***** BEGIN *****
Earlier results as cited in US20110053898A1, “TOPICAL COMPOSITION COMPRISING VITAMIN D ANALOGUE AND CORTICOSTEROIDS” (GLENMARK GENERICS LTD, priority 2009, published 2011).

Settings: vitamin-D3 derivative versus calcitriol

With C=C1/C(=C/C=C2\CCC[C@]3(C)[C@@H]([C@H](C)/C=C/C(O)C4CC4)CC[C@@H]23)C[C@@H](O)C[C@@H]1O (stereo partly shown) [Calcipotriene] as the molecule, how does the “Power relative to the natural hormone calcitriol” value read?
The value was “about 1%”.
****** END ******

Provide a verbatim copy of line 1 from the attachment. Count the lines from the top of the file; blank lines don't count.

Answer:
Earlier results as cited in US20110053898A1, “TOPICAL COMPOSITION COMPRISING VITAMIN D ANALOGUE AND CORTICOSTEROIDS” (GLENMARK GENERICS LTD, priority 2009, published 2011).